"But the way he's hitting, it might not matter what they do," said Jackson.
Ortiz's incredible hitting display has drawn comparisons to the original Mr. October, Reggie Jackson, as well as former Red Sox outfielder Dave Henderson, whose dramatic clutch hits in 1986 made him an instant folk hero.
"Once you get into a groove like that, you feel invincible," said Henderson. "I feel like I could hit anybody, and the opposing team could sense that. When you make a pitcher nervous on the mound, they end up trying to throw around you, or making a mistake, and it usually helps out the hitter."
Henderson, not unlike Ortiz, was a congenial personality who seemed impervious to pressure.
"The guys that get nervous are the guys who go 0 for 5," Henderson said. "David and I have that big smile in common. But the big difference is Ortiz isn't sneaking up on anybody. He's the No. 5 hitter. I was batting seventh or eighth.
"Pitchers go into the game worrying about Ortiz hurting them, and he goes out and does it anyway."
He has been so good you wonder if it's really as easy as it looks, but then, you don't see Ortiz retreat between innings to the clubhouse so he can rewind the video of his previous at-bat. When you are the designated hitter, you have that luxury.
"We were sitting in the clubhouse during Game 7 [of the ACLS]," revealed outfielder Gabe Kapler. "It was about the third inning. I'm stretching, trying to get ready. I was telling him how impressed I was that Curt Schilling still gets nervous before a big game. I told him I thought it was amazing a guy of his caliber still has the jitters.
"David looks at me and says, `I never get nervous.'
"Now my first inclination was not to believe him. But he says, `When I start feeling that way, I think about what I've gone through in my life, and then I put things in the proper place.' By prioritizing baseball, it allowed him to be at ease, and to relax.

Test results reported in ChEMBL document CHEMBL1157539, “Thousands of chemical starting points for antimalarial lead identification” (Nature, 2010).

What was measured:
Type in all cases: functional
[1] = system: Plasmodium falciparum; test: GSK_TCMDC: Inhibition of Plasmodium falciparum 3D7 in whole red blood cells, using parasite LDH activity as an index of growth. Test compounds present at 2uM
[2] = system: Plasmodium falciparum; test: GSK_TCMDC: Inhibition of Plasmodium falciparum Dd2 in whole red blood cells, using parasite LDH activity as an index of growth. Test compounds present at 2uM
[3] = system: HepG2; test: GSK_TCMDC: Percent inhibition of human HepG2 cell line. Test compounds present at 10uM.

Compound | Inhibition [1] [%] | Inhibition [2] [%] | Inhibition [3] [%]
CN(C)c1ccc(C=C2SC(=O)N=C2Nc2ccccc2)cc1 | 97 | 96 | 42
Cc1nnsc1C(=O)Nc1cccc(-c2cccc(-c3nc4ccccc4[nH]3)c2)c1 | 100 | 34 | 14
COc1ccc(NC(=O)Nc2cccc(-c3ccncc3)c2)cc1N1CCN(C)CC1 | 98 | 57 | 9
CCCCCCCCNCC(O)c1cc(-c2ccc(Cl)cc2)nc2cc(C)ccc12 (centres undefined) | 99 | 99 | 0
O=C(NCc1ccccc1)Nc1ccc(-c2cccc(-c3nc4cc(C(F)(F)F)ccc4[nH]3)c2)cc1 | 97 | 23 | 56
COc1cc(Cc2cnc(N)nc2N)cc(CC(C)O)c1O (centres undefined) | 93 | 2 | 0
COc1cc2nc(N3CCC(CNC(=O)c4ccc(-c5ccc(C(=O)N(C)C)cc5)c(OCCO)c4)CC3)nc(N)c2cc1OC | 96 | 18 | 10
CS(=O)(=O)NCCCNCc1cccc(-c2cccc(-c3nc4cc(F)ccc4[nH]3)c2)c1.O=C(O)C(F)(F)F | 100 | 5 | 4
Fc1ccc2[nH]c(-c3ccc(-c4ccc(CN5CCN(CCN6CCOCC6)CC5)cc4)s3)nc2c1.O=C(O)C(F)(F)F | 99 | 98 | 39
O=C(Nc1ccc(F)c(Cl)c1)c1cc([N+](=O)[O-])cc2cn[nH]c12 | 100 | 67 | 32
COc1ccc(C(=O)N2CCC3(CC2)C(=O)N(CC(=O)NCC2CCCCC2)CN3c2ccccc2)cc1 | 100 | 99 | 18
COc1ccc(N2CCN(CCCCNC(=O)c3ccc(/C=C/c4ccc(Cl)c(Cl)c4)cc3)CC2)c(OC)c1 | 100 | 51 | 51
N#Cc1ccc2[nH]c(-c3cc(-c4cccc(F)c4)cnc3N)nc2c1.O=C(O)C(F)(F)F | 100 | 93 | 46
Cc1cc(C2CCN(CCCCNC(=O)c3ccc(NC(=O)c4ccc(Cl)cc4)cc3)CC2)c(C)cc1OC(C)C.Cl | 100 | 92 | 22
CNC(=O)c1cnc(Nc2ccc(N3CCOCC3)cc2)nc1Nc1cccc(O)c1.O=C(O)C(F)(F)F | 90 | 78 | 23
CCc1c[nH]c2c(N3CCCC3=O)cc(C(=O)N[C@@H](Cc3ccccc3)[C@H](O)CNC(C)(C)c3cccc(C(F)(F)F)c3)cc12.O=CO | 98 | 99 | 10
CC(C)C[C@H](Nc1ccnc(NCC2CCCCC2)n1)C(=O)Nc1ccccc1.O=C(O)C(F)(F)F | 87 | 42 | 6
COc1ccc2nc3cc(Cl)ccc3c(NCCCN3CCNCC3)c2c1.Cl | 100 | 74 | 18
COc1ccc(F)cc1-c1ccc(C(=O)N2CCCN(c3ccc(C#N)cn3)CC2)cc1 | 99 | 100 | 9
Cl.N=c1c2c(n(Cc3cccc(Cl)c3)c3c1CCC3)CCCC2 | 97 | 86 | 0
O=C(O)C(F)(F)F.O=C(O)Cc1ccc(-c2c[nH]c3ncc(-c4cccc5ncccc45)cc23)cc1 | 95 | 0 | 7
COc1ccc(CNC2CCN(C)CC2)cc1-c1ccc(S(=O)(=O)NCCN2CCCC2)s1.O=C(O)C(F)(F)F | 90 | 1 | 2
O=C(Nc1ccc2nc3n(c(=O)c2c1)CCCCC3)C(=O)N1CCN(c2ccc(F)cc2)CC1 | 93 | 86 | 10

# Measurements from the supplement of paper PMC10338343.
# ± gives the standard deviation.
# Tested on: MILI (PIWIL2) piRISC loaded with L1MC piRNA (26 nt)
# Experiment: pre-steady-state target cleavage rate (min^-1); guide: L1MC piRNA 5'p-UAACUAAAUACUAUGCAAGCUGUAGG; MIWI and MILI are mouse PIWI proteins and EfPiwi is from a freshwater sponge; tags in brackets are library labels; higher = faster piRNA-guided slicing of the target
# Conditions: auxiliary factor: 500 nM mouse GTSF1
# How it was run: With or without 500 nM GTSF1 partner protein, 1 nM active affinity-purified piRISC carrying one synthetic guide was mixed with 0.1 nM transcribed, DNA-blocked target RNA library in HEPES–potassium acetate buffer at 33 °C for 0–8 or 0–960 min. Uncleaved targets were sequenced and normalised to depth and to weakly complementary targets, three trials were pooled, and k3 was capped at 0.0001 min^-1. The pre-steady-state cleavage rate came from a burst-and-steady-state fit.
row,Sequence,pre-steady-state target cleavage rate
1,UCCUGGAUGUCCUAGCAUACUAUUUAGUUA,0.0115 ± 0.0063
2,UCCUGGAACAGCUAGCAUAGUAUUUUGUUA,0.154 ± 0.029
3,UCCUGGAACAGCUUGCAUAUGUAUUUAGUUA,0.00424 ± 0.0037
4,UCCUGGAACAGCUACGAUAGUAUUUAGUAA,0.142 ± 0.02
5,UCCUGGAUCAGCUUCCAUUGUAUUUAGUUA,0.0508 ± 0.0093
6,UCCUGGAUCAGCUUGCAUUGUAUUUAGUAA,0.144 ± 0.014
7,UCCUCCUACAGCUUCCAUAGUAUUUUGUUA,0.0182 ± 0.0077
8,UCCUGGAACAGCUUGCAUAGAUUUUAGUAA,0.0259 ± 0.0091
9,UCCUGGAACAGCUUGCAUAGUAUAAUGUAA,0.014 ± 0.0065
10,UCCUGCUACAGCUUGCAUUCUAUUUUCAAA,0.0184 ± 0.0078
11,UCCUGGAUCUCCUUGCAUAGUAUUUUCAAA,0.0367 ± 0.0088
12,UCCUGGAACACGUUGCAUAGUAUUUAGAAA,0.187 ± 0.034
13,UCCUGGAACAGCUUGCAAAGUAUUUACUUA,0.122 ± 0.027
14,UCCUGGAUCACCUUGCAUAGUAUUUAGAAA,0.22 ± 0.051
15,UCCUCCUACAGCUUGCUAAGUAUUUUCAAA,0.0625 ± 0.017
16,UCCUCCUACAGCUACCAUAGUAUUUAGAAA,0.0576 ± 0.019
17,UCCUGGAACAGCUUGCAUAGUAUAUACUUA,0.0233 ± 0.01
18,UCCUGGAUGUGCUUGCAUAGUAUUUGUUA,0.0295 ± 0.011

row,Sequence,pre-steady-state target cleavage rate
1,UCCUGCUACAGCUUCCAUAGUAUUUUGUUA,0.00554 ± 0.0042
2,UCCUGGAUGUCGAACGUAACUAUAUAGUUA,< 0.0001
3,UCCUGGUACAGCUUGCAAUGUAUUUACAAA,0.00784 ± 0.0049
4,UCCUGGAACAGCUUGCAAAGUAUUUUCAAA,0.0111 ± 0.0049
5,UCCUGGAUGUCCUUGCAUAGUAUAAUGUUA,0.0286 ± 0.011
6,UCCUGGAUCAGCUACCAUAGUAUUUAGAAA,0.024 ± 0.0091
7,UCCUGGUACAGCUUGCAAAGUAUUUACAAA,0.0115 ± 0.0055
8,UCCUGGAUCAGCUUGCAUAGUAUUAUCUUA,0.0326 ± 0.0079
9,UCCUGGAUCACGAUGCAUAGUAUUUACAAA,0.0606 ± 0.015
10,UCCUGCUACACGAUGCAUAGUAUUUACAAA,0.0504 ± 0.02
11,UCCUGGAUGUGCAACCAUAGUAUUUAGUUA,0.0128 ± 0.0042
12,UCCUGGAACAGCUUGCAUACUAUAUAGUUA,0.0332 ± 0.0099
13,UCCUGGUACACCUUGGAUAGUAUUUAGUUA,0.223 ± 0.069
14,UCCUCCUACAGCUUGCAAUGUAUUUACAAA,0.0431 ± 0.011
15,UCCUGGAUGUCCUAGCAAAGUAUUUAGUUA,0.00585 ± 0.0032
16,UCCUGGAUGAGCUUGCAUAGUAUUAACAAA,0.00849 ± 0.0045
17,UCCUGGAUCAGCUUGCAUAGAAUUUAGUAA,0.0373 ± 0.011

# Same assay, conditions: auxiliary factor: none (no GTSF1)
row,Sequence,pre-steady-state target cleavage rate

"It shows on the field. There is always this calmness about him. And when pitchers see that calmness, I think it worries them."
You must go back to the Dominican, to sultry summer days when Ortiz begged to play shortstop, even though he was a lefty; when he saw Michael Jordan play on TV, and decided he wanted to be like Mike; when the pitches he saw appeared as big as beach balls, to understand this simple life is what prevents him from allowing baseball to be complicated. He was poor, but so were his neighbors, his friends, and his relatives. His parents loved him and educated him, and that was enough. As Ortiz so aptly explained it himself, "Growing up in the Dominican ain't easy, but it ain't bad, either.
"I always think back to where I came from," he said. "I never forget about that. I was down in Jamaica Plain the other day. They have a lot of people from my hometown in the Dominican living there.
"I went to the barber shop to get a haircut, and there was no one in there. A half an hour later, the people were in the streets, waiting for me to come out of the barber shop.
"My friend asked me, `How come you aren't like the basketball players?' The other day one of them came into this club and no one got close to him, because he had three bodyguards with him. People just wanted to try and say, `Hey, good job,' or `What's up? Can I have an autograph?' People don't want to hurt you. They just want to say hello.